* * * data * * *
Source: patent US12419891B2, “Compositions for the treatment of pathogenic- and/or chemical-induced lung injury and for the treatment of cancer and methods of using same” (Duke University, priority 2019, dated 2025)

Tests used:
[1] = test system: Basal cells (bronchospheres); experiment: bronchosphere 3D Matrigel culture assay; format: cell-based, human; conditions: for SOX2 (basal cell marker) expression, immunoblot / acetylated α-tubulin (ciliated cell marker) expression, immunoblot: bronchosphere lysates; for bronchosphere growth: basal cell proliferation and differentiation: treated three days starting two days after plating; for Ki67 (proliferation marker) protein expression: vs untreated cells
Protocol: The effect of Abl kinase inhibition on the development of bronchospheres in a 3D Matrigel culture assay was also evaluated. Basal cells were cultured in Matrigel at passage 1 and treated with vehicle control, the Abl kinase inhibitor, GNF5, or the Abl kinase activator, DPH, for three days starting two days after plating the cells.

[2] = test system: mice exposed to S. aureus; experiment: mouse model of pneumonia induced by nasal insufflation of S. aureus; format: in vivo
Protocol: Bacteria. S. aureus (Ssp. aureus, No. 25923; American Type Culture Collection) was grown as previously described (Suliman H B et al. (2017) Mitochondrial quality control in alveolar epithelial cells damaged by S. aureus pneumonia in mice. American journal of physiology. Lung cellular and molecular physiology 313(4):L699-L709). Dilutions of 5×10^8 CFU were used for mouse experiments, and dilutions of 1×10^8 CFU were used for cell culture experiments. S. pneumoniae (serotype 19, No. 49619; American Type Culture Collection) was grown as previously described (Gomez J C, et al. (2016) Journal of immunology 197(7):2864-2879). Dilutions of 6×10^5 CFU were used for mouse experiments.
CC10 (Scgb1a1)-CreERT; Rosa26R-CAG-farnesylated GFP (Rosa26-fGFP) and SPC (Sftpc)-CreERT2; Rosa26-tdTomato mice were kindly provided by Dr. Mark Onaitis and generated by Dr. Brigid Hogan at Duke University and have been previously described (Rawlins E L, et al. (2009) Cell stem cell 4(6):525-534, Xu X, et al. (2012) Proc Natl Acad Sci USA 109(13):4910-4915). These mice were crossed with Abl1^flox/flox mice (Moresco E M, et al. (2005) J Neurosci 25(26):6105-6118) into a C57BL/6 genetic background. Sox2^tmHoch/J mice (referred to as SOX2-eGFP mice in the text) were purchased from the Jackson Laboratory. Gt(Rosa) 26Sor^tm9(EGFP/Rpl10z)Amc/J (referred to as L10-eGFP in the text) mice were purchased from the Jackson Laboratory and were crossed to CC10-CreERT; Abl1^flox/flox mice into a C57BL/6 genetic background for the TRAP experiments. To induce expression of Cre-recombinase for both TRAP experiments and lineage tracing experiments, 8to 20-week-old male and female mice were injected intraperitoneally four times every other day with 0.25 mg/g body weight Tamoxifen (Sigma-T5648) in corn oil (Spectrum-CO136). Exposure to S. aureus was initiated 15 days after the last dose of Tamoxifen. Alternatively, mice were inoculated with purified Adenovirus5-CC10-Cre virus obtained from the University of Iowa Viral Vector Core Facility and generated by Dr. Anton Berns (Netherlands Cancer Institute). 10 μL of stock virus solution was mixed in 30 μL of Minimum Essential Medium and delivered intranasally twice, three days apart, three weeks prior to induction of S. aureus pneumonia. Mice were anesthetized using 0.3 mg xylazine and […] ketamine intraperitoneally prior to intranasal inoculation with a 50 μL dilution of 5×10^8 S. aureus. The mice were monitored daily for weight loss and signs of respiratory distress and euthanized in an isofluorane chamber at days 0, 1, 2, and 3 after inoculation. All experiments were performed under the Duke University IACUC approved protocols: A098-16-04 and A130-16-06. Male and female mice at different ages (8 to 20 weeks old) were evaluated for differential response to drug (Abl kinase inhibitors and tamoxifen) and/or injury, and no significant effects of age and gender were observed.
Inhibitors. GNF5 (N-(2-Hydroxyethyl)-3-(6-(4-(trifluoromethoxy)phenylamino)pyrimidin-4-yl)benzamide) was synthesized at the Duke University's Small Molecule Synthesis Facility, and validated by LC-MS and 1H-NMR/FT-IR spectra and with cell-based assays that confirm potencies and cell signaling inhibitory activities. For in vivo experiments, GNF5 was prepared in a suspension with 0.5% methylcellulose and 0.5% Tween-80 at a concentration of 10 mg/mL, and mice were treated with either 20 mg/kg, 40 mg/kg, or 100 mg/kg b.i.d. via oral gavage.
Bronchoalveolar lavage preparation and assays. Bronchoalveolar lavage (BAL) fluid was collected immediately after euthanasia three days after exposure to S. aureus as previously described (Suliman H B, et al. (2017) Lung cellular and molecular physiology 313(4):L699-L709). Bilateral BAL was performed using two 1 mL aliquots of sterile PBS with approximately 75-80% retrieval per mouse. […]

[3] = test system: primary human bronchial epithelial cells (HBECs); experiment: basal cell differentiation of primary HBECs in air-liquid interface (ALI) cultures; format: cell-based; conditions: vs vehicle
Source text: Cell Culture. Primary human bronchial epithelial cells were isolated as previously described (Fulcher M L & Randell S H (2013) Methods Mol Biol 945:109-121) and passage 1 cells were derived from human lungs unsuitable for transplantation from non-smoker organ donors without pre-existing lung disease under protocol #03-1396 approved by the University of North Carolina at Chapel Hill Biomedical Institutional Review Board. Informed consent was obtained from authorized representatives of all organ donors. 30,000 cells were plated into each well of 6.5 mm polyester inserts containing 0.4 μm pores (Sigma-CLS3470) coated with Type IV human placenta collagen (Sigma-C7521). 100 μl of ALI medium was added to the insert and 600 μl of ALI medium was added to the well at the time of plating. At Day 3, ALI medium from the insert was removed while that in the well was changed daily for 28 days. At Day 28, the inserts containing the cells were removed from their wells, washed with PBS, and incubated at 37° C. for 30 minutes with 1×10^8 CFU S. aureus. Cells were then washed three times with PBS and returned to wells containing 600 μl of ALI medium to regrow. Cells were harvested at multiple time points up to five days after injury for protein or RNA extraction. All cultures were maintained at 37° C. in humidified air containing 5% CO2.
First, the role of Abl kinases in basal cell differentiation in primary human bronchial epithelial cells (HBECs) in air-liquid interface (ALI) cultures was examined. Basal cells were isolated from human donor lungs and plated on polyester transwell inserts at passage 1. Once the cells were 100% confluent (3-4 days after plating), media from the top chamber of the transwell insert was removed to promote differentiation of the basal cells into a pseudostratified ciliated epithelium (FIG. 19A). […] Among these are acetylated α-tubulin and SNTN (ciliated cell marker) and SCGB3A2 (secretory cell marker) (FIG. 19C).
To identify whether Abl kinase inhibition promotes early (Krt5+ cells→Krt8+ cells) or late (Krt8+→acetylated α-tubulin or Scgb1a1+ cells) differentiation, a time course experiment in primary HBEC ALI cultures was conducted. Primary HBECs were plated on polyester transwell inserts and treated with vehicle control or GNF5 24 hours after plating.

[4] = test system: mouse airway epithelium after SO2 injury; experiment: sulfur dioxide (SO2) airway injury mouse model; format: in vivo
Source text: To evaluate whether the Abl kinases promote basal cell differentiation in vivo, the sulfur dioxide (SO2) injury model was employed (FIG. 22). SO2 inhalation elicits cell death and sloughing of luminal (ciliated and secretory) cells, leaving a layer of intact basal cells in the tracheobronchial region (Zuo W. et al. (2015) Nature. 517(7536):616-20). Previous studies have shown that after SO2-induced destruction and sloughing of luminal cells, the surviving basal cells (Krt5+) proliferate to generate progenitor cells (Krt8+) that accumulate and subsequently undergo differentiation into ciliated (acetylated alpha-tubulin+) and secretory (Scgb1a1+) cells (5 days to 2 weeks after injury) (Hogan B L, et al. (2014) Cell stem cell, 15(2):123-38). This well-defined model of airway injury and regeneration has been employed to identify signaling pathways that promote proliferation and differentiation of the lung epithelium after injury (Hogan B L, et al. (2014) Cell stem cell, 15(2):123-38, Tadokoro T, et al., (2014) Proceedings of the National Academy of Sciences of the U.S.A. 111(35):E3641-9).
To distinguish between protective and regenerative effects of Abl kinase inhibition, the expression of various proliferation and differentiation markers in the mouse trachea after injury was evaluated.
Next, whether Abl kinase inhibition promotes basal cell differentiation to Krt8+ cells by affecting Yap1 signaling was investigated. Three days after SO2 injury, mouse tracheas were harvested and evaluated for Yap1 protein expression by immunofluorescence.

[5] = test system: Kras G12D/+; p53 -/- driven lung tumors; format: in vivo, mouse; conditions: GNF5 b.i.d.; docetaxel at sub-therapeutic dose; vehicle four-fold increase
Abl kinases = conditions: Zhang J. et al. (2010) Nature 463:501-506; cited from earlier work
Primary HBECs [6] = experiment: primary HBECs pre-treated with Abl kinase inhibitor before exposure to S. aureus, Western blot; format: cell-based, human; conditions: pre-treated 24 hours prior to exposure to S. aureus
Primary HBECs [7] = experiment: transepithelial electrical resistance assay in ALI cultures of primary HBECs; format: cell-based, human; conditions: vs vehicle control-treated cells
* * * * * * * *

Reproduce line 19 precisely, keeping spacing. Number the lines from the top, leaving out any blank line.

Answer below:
Abl kinases = conditions: Zhang J. et al. (2010) Nature 463:501-506; cited from earlier work